Trusted Platform Module

Trusted Platform Module (TPM, also known as ISO/IEC 11889) is an international standard for a secure cryptoprocessor, a dedicated microcontroller designed to secure hardware through integrated cryptographic keys. The term can also refer to a chip conforming to the standard.

Trusted Platform Module
AbbreviationTPM
StatusPublished
Year started2009; 12 years ago (2009)
Latest versionISO/IEC 11889:2015
2015; 6 years ago (2015)
OrganizationTrusted Computing Group, ISO/IEC JTC 1
DomainSecure cryptoprocessor
WebsiteISO/IEC 11889-1:2015, ISO/IEC 11889-2:2015, ISO/IEC 11889-3:2015, ISO/IEC 11889-4:2015
Components of a Trusted Platform Module complying with the TPM version 1.2 standard

TPM is used for digital rights management (DRM), Windows Defender, Windows Domain logon, protection and enforcement of software licenses, and prevention of cheating in online games.

One of Windows 11's system requirements is TPM 2.0. Microsoft has stated that this is to help increase security against firmware and ransomware attacks.[1]

HistoryEdit

Trusted Platform Module (TPM) was conceived by a computer industry consortium called Trusted Computing Group (TCG), It evolved into TPM Main Specification Version 1.2 which was standardized by International Organization for Standardization (ISO) and International Electrotechnical Commission (IEC) in 2009 as ISO/IEC 11889:2009.[2] TPM Main Specification Version 1.2 was finalized on March 3, 2011, completing its revision.[3][4]

On April 9th, 2014 the Trusted Computing Group announced a major upgrade to their specification entitled TPM Library Specification 2.0.[5] The group continues work on the standard incorporating errata, algorithmic additions and new commands, with its most recent edition published as 2.0 in November 2019.[6] This version became ISO/IEC 11889:2015.

When a new revision is released it is divided into multiple parts by the Trusted Computing Group. Each part consists of a document that makes up the whole of the new TPM specification.

  • Part 1 – Architecture (renamed from Design Principles)
  • Part 2 – Structures of the TPM
  • Part 3 – Commands
  • Part 4 – Supporting Routines (added in TPM 2.0)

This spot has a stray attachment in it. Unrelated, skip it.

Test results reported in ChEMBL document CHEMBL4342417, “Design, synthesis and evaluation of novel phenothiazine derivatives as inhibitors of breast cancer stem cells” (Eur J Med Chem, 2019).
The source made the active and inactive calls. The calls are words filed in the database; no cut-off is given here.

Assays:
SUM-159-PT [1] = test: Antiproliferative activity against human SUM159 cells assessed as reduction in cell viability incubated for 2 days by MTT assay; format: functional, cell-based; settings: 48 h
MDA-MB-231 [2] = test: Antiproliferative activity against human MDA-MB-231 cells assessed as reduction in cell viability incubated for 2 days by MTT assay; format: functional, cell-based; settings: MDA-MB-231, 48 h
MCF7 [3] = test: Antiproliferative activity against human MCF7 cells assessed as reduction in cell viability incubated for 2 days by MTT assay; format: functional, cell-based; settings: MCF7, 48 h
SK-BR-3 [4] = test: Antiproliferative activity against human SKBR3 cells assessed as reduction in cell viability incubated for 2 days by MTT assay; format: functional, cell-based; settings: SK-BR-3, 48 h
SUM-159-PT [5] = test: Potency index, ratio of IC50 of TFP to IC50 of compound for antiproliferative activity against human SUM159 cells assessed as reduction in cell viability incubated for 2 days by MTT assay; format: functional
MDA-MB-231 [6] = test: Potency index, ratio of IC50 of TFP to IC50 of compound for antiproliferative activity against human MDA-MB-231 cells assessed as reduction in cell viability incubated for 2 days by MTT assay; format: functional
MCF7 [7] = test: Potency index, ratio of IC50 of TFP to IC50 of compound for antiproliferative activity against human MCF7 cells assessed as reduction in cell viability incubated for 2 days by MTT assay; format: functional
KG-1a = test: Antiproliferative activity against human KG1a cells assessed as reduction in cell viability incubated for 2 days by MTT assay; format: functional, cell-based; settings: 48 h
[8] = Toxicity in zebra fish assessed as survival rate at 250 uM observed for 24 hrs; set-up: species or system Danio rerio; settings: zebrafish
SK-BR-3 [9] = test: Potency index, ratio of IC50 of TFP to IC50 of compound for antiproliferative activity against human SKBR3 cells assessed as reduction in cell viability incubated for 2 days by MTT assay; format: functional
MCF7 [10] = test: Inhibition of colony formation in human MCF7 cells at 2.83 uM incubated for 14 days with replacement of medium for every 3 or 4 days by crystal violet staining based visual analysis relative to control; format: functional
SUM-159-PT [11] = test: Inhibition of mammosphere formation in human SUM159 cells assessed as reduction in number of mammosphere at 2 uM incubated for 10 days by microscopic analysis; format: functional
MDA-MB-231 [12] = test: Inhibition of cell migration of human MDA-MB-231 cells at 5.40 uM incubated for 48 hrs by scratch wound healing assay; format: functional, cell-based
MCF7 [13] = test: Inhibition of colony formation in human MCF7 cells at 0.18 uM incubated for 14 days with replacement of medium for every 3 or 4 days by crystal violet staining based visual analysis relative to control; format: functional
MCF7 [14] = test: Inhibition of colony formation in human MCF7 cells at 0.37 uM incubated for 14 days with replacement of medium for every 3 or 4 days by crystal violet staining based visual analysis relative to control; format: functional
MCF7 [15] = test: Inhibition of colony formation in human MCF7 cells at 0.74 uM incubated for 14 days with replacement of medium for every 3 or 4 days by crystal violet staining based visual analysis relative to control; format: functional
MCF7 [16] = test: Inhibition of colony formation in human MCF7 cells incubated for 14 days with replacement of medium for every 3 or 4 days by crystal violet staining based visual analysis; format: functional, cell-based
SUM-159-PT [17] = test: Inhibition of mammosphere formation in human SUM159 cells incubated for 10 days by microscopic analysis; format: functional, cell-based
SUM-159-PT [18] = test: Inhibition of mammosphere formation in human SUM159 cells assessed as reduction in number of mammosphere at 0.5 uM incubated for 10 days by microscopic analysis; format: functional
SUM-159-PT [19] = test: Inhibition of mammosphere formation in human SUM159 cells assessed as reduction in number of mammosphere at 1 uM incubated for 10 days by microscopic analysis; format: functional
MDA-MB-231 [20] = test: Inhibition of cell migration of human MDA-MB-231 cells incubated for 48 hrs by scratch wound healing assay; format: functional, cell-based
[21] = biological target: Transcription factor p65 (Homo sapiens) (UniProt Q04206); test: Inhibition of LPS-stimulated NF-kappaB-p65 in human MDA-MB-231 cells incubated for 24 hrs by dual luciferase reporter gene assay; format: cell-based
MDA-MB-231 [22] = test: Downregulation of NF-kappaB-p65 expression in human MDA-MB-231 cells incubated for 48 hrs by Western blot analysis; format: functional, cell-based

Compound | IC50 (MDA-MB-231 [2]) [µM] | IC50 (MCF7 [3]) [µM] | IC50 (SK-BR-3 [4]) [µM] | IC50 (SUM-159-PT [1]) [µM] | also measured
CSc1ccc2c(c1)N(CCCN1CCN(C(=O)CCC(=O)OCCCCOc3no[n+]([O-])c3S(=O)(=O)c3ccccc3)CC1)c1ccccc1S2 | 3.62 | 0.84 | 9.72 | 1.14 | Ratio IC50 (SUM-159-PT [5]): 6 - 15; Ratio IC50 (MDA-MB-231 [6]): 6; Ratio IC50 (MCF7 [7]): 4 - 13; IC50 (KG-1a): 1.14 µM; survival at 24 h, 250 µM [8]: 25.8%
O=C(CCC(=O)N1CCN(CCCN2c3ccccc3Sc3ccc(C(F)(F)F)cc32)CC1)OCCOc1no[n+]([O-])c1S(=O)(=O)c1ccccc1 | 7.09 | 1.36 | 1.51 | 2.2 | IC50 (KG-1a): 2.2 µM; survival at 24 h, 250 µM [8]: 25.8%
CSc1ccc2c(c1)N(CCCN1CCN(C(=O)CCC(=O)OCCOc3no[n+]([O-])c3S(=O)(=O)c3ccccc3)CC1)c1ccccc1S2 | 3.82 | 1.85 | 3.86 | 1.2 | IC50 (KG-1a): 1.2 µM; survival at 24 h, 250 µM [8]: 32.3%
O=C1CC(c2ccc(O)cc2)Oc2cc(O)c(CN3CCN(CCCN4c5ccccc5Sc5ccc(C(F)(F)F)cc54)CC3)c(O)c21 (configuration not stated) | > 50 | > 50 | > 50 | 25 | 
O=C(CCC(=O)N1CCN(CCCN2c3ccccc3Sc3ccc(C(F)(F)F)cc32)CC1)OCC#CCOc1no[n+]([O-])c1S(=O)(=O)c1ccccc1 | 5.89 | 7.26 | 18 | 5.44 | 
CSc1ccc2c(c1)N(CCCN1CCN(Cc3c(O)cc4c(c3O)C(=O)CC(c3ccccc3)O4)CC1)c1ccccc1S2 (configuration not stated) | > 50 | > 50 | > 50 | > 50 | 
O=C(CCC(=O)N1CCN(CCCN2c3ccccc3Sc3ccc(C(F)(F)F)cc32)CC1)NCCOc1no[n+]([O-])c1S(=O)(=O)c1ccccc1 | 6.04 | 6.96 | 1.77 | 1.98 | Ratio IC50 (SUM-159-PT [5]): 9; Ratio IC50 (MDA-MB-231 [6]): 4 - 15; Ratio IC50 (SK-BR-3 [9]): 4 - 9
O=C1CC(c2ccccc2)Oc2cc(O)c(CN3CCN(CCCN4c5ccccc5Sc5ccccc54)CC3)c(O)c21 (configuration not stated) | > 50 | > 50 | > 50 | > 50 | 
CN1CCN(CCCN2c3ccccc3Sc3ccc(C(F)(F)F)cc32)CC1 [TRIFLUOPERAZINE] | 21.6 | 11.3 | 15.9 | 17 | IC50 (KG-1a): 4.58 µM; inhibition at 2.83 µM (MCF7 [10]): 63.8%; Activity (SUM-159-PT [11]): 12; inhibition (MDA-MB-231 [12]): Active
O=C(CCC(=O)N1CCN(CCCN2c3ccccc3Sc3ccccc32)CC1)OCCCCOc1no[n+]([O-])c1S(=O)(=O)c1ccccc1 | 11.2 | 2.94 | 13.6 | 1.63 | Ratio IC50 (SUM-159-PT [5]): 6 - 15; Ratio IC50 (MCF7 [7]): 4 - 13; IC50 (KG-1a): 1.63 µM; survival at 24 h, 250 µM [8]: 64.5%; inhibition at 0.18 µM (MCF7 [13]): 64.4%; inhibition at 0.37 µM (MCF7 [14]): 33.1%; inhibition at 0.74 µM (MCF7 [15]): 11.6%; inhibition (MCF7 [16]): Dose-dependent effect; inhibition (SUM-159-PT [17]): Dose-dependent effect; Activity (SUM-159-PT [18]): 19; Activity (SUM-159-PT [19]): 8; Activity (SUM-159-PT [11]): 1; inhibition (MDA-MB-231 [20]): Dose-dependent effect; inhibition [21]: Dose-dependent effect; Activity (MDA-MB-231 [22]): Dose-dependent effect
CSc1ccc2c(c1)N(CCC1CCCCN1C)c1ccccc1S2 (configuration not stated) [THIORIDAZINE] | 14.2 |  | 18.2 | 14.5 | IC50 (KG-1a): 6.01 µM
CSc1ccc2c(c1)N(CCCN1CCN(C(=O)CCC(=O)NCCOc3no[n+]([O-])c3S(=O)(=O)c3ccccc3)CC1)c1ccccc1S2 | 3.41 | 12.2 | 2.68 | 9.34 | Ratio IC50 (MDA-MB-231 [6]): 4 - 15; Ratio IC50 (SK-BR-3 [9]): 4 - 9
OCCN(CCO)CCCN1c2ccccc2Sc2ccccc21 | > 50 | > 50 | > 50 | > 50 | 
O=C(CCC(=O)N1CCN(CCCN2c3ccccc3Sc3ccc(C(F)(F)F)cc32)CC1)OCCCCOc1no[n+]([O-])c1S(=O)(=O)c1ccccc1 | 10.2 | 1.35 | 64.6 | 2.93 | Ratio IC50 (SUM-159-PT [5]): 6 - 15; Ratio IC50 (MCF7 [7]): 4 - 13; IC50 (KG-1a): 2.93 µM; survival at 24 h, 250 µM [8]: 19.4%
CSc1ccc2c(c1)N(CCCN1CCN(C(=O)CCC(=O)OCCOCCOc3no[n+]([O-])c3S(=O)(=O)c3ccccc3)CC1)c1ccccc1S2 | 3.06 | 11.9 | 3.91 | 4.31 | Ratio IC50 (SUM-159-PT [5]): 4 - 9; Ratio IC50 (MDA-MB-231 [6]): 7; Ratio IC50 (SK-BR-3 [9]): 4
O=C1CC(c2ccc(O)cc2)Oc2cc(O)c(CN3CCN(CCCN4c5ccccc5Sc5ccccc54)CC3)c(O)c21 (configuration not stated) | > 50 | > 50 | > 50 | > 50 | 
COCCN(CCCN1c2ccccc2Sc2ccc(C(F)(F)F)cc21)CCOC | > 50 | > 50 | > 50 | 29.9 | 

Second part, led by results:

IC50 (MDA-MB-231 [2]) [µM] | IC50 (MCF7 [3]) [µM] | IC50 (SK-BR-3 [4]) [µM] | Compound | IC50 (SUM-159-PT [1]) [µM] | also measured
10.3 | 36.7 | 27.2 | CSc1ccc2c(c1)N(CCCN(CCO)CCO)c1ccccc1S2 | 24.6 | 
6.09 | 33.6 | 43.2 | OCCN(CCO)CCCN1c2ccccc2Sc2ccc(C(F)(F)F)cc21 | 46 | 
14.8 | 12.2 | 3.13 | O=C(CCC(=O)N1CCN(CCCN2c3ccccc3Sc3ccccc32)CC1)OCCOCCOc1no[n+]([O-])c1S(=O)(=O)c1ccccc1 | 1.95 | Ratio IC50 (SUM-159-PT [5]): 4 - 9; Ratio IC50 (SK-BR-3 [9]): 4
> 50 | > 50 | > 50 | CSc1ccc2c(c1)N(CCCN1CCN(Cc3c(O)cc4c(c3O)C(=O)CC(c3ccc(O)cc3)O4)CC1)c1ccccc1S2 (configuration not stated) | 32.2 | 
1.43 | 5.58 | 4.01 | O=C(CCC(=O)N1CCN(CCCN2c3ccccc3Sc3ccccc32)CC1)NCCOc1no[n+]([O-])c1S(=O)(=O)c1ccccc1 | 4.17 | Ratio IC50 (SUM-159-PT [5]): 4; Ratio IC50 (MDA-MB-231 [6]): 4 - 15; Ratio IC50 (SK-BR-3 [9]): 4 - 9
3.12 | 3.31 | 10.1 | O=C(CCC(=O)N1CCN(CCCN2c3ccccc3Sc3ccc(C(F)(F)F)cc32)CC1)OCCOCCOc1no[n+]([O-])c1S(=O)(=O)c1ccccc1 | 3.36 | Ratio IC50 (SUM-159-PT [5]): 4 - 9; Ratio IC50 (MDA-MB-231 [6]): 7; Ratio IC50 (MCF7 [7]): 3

OverviewEdit

Trusted Platform Module provides

Computer programs can use a TPM to authenticate hardware devices, since each TPM chip has a unique and secret Endorsement Key (EK) burned in as it is produced. Security embedded in hardware provides more protection than a software-only solution.[13]

UsesEdit

Platform integrityEdit

The primary scope of TPM is to ensure the integrity of a platform. In this context, "integrity" means "behave as intended", and a "platform" is any computer device regardless of its operating system. This is to ensure that the boot process starts from a trusted combination of hardware and software, and continues until the operating system has fully booted and applications are running.

When TPM is used, the firmware and the operating system are responsible for ensuring integrity.

For example, Unified Extensible Firmware Interface (UEFI) can use TPM to form a root of trust: The TPM contains several Platform Configuration Registers (PCRs) that allow secure storage and reporting of security-relevant metrics. These metrics can be used to detect changes to previous configurations and decide how to proceed. Good examples can be found in Linux Unified Key Setup (LUKS),[14] BitLocker and PrivateCore vCage memory encryption. (See below.)

Another example of platform integrity via TPM is in the use of Microsoft Office 365 licensing and Outlook Exchange.[15]

An example of TPM use for platform integrity is the Trusted Execution Technology (TXT), which creates a chain of trust. It could remotely attest that a computer is using the specified hardware and software.[16]

Disk encryptionEdit

Full disk encryption utilities, such as dm-crypt and BitLocker, can use this technology to protect the keys used to encrypt the computer's storage devices and provide integrity authentication for a trusted boot pathway that includes firmware and boot sector.[17]

Other uses and concernsEdit

Any application can use a TPM chip for:

Other uses exist, some of which give rise to privacy concerns. The "physical presence" feature of TPM addresses some of these concerns by requiring BIOS-level confirmation for operations such as activating, deactivating, clearing or changing ownership of TPM by someone who is physically present at the console of the machine.[20][21]

By organizationsEdit